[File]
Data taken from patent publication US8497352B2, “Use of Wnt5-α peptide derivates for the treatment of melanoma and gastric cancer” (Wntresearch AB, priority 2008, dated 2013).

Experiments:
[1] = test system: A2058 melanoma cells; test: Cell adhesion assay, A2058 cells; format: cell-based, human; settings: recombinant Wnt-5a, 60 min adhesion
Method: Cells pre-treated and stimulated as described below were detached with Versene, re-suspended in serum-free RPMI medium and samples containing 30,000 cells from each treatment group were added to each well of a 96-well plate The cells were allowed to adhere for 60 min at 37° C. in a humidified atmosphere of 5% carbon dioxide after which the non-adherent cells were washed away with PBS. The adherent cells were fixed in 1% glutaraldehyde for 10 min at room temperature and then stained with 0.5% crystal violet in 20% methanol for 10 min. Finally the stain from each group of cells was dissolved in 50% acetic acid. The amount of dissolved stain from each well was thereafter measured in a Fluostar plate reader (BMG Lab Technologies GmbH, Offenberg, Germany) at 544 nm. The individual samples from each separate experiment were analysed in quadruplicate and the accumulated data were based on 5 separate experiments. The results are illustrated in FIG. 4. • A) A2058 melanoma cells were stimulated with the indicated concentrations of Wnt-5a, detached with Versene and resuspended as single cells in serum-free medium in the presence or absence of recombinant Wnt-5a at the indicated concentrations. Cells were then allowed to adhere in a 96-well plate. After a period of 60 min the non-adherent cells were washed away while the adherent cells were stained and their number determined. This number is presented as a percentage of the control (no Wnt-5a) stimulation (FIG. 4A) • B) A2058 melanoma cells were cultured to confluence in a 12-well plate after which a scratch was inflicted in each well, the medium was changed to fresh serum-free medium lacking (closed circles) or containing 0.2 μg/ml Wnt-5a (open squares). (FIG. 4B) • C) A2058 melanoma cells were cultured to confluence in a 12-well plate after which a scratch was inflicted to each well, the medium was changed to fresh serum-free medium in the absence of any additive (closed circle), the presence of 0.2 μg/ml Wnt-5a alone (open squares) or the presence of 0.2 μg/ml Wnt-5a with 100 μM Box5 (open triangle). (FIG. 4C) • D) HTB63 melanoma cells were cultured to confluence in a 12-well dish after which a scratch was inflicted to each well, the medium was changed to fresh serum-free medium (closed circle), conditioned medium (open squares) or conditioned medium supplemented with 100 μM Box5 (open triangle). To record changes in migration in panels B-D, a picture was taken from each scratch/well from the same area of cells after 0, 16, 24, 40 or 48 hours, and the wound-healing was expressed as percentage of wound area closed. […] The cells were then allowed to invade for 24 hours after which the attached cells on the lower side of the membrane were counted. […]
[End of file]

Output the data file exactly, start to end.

Data taken from patent publication US8497352B2, “Use of Wnt5-α peptide derivates for the treatment of melanoma and gastric cancer” (Wntresearch AB, priority 2008, dated 2013).

Experiments:
[1] = test system: A2058 melanoma cells; test: Cell adhesion assay, A2058 cells; format: cell-based, human; settings: recombinant Wnt-5a, 60 min adhesion
Method: Cells pre-treated and stimulated as described below were detached with Versene, re-suspended in serum-free RPMI medium and samples containing 30,000 cells from each treatment group were added to each well of a 96-well plate The cells were allowed to adhere for 60 min at 37° C. in a humidified atmosphere of 5% carbon dioxide after which the non-adherent cells were washed away with PBS. The adherent cells were fixed in 1% glutaraldehyde for 10 min at room temperature and then stained with 0.5% crystal violet in 20% methanol for 10 min. Finally the stain from each group of cells was dissolved in 50% acetic acid. The amount of dissolved stain from each well was thereafter measured in a Fluostar plate reader (BMG Lab Technologies GmbH, Offenberg, Germany) at 544 nm. The individual samples from each separate experiment were analysed in quadruplicate and the accumulated data were based on 5 separate experiments. The results are illustrated in FIG. 4. • A) A2058 melanoma cells were stimulated with the indicated concentrations of Wnt-5a, detached with Versene and resuspended as single cells in serum-free medium in the presence or absence of recombinant Wnt-5a at the indicated concentrations. Cells were then allowed to adhere in a 96-well plate. After a period of 60 min the non-adherent cells were washed away while the adherent cells were stained and their number determined. This number is presented as a percentage of the control (no Wnt-5a) stimulation (FIG. 4A) • B) A2058 melanoma cells were cultured to confluence in a 12-well plate after which a scratch was inflicted in each well, the medium was changed to fresh serum-free medium lacking (closed circles) or containing 0.2 μg/ml Wnt-5a (open squares). (FIG. 4B) • C) A2058 melanoma cells were cultured to confluence in a 12-well plate after which a scratch was inflicted to each well, the medium was changed to fresh serum-free medium in the absence of any additive (closed circle), the presence of 0.2 μg/ml Wnt-5a alone (open squares) or the presence of 0.2 μg/ml Wnt-5a with 100 μM Box5 (open triangle). (FIG. 4C) • D) HTB63 melanoma cells were cultured to confluence in a 12-well dish after which a scratch was inflicted to each well, the medium was changed to fresh serum-free medium (closed circle), conditioned medium (open squares) or conditioned medium supplemented with 100 μM Box5 (open triangle). To record changes in migration in panels B-D, a picture was taken from each scratch/well from the same area of cells after 0, 16, 24, 40 or 48 hours, and the wound-healing was expressed as percentage of wound area closed. […] The cells were then allowed to invade for 24 hours after which the attached cells on the lower side of the membrane were counted. […]